Argentine goldsmith Juan Carlos Pallarols is creating beautiful roses and other pieces of art from bullets, pistols and even parts of airplanes from the Falkland Islands war as a way of promoting peace between his country and Britain.
The self-proclaimed pacifist is also known for crafting the presidential batons of Argentine presidents and the chalice of Pope Francis. His latest project fuses weapons donated by families of the Argentine and British war dead and is called two roses for peace.
The idea is to transform the material of war into objects of art and peace, Pallarols said at his workshop in Buenos Aires.
Bullets shells of FAL rifles, 9 mm pistols, anti-aircraft ammunitions, and parts of C-130 Hercules and Mirage III airplanes have been melted in an oven at Pallarols' workshop, where the 74-year-old artist turns them into stems and petals of roses paying homage to the war dead.
The airplane bullets are an excuse, he said. What I want is to fuse the hearts and love of the people. I want love to fuse. That will be the real success of all of this.
In all, the war claimed the lives of 649 Argentines and 255 British soldiers and three Falkland Islanders.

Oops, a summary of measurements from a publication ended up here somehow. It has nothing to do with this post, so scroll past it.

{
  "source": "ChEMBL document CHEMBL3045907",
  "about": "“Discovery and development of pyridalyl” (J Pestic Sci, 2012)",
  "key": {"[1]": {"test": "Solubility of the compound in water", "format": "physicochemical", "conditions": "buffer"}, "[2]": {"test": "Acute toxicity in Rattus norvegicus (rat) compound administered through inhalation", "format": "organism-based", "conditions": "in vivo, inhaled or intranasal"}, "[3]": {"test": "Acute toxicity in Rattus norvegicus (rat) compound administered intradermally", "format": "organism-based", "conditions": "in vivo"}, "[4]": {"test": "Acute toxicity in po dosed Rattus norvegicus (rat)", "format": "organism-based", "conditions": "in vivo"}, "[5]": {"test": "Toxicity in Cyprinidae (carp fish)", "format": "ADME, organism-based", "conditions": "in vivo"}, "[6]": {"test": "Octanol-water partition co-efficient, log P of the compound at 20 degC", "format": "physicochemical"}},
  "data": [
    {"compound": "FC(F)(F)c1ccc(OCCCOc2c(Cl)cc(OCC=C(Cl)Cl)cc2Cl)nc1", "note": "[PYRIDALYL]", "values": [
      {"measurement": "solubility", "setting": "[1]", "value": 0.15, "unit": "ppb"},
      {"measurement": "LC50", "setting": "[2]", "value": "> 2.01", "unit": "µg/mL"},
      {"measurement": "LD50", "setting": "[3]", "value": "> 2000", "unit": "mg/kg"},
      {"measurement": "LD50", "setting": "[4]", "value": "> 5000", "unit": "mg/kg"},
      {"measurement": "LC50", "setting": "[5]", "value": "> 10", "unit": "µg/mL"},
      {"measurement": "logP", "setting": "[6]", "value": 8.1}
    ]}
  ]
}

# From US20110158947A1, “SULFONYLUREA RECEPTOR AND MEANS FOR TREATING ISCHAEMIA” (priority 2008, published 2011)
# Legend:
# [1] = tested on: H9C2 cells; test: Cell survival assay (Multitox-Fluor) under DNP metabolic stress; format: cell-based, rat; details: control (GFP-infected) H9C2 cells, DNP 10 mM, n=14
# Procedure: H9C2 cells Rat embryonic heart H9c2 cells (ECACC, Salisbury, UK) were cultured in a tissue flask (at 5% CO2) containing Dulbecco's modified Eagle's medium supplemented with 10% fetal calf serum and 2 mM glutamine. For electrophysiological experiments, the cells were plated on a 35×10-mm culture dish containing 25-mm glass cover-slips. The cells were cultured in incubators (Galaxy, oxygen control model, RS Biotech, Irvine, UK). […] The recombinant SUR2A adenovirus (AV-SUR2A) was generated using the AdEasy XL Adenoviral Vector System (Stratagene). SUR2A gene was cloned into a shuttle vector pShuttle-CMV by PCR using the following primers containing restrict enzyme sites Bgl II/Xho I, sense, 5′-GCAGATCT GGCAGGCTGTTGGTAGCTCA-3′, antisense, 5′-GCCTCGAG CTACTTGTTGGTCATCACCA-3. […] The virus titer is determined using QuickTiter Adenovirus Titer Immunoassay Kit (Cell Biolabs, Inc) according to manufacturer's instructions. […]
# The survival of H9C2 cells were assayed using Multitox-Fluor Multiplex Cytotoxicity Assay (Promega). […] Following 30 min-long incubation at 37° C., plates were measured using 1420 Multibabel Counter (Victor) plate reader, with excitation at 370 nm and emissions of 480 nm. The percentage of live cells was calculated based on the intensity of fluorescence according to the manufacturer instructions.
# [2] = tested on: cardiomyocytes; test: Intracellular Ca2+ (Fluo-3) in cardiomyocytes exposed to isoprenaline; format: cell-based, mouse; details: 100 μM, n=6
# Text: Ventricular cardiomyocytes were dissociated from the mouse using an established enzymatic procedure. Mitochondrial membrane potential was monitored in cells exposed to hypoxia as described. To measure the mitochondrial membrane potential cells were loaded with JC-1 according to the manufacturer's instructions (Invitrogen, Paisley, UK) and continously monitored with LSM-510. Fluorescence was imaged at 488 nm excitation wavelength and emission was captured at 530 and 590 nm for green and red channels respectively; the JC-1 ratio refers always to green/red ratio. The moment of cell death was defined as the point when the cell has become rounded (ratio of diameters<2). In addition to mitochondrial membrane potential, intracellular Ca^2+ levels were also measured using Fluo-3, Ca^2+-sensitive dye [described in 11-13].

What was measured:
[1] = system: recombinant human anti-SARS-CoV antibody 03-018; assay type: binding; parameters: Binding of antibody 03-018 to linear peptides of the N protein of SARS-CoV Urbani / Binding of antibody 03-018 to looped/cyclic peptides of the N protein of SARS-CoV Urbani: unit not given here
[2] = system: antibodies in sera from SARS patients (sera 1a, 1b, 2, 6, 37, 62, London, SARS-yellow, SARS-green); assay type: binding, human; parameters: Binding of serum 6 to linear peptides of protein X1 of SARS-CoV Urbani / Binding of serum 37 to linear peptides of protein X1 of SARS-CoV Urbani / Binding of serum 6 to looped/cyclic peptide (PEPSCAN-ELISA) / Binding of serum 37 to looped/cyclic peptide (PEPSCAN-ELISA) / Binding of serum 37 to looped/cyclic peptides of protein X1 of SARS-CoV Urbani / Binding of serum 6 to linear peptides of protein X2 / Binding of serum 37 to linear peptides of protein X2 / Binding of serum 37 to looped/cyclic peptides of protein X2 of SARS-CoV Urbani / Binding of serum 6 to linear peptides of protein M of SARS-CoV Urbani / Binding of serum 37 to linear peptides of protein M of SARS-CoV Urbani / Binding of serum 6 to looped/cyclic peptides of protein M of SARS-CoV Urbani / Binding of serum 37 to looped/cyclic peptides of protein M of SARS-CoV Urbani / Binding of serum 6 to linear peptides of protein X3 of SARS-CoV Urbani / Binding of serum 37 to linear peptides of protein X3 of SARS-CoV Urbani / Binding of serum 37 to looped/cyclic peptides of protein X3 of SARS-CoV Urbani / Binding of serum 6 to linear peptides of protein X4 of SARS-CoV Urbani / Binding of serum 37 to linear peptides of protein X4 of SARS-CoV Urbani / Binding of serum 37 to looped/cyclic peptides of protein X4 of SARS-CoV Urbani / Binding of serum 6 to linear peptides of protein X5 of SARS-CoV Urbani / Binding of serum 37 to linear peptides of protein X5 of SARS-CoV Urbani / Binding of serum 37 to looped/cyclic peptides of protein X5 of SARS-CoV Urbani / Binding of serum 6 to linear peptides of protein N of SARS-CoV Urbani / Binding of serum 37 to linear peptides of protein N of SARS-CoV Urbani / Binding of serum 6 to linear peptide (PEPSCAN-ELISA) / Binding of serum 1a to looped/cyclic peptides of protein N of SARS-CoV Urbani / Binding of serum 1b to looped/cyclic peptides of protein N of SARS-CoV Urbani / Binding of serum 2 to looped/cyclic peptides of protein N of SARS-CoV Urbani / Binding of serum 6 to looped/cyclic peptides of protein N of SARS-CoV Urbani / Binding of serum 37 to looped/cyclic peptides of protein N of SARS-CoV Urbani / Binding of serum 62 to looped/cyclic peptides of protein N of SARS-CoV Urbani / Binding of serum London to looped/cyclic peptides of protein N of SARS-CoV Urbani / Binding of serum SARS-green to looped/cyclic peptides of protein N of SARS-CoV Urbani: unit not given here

Veterans and families of the war dead on both sides have agreed to place one of the roses at the Darwin cemetery of Argentine soldiers and another at the British cemetery. A third one will be thrown into the ocean inside a heavy lead box so it will sink at the same coordinates where the General Belgrano Argentine naval ship was sunk by British torpedoes, killing more than 300 of its crew members.
A fourth rose will be taken to Bahia Agradable/Pleasant Bay, the location of bloody fighting during the war. A last one will remain in the local cemetery of the island in memory of three civilian women killed during the conflict.
In a breakthrough after decades of strained relations, Argentina and Britain recently agreed to launch a multinational team of forensics under the Red Cross that will identify the remains of more than 100 unknown Argentine soldiers buried in a cemetery after the war.
”We have so many things in common with the (British), Pallarols said If we were to take out everything from Argentina that is influenced by the English, we'd be left very sad we wouldn't have football, polo, rugby, and rock! It's better to be friends and not fight at all.